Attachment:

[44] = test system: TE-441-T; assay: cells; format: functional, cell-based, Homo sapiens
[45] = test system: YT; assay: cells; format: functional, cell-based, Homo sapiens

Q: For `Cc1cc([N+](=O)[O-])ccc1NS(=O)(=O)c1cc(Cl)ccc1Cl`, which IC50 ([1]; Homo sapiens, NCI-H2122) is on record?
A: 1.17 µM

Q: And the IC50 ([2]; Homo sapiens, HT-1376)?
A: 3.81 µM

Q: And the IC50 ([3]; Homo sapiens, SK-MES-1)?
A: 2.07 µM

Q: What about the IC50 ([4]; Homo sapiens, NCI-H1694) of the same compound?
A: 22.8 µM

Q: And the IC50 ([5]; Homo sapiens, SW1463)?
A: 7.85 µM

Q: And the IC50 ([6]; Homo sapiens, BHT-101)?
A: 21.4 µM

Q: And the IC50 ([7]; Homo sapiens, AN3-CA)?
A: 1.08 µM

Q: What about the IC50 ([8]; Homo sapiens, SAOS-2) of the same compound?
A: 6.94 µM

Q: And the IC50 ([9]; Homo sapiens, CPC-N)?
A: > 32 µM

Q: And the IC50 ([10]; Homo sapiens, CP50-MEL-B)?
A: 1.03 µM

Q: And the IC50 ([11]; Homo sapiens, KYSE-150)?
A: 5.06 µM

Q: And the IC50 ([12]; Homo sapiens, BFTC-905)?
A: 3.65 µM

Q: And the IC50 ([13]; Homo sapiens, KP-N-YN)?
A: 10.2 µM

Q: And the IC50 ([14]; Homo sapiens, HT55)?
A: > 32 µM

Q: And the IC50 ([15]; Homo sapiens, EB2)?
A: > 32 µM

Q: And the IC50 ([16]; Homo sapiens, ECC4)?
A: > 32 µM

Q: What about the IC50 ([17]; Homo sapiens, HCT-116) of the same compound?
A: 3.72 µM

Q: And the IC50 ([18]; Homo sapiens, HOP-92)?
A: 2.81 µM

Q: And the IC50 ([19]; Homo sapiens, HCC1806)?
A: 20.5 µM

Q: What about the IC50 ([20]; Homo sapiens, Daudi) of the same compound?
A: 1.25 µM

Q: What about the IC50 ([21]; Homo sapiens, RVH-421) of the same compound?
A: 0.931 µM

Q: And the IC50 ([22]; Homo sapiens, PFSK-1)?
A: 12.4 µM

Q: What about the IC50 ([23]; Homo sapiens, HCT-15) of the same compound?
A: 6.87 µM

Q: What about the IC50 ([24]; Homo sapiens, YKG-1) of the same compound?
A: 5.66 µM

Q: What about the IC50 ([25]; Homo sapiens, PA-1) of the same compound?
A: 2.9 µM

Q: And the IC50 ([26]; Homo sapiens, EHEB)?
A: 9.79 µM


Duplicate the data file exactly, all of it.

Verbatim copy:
[44] = test system: TE-441-T; assay: cells; format: functional, cell-based, Homo sapiens
[45] = test system: YT; assay: cells; format: functional, cell-based, Homo sapiens

Q: For `Cc1cc([N+](=O)[O-])ccc1NS(=O)(=O)c1cc(Cl)ccc1Cl`, which IC50 ([1]; Homo sapiens, NCI-H2122) is on record?
A: 1.17 µM

Q: And the IC50 ([2]; Homo sapiens, HT-1376)?
A: 3.81 µM

Q: And the IC50 ([3]; Homo sapiens, SK-MES-1)?
A: 2.07 µM

Q: What about the IC50 ([4]; Homo sapiens, NCI-H1694) of the same compound?
A: 22.8 µM

Q: And the IC50 ([5]; Homo sapiens, SW1463)?
A: 7.85 µM

Q: And the IC50 ([6]; Homo sapiens, BHT-101)?
A: 21.4 µM

Q: And the IC50 ([7]; Homo sapiens, AN3-CA)?
A: 1.08 µM

Q: What about the IC50 ([8]; Homo sapiens, SAOS-2) of the same compound?
A: 6.94 µM

Q: And the IC50 ([9]; Homo sapiens, CPC-N)?
A: > 32 µM

Q: And the IC50 ([10]; Homo sapiens, CP50-MEL-B)?
A: 1.03 µM

Q: And the IC50 ([11]; Homo sapiens, KYSE-150)?
A: 5.06 µM

Q: And the IC50 ([12]; Homo sapiens, BFTC-905)?
A: 3.65 µM

Q: And the IC50 ([13]; Homo sapiens, KP-N-YN)?
A: 10.2 µM

Q: And the IC50 ([14]; Homo sapiens, HT55)?
A: > 32 µM

Q: And the IC50 ([15]; Homo sapiens, EB2)?
A: > 32 µM

Q: And the IC50 ([16]; Homo sapiens, ECC4)?
A: > 32 µM

Q: What about the IC50 ([17]; Homo sapiens, HCT-116) of the same compound?
A: 3.72 µM

Q: And the IC50 ([18]; Homo sapiens, HOP-92)?
A: 2.81 µM

Q: And the IC50 ([19]; Homo sapiens, HCC1806)?
A: 20.5 µM

Q: What about the IC50 ([20]; Homo sapiens, Daudi) of the same compound?
A: 1.25 µM

Q: What about the IC50 ([21]; Homo sapiens, RVH-421) of the same compound?
A: 0.931 µM

Q: And the IC50 ([22]; Homo sapiens, PFSK-1)?
A: 12.4 µM

Q: What about the IC50 ([23]; Homo sapiens, HCT-15) of the same compound?
A: 6.87 µM

Q: What about the IC50 ([24]; Homo sapiens, YKG-1) of the same compound?
A: 5.66 µM

Q: What about the IC50 ([25]; Homo sapiens, PA-1) of the same compound?
A: 2.9 µM

Q: And the IC50 ([26]; Homo sapiens, EHEB)?
A: 9.79 µM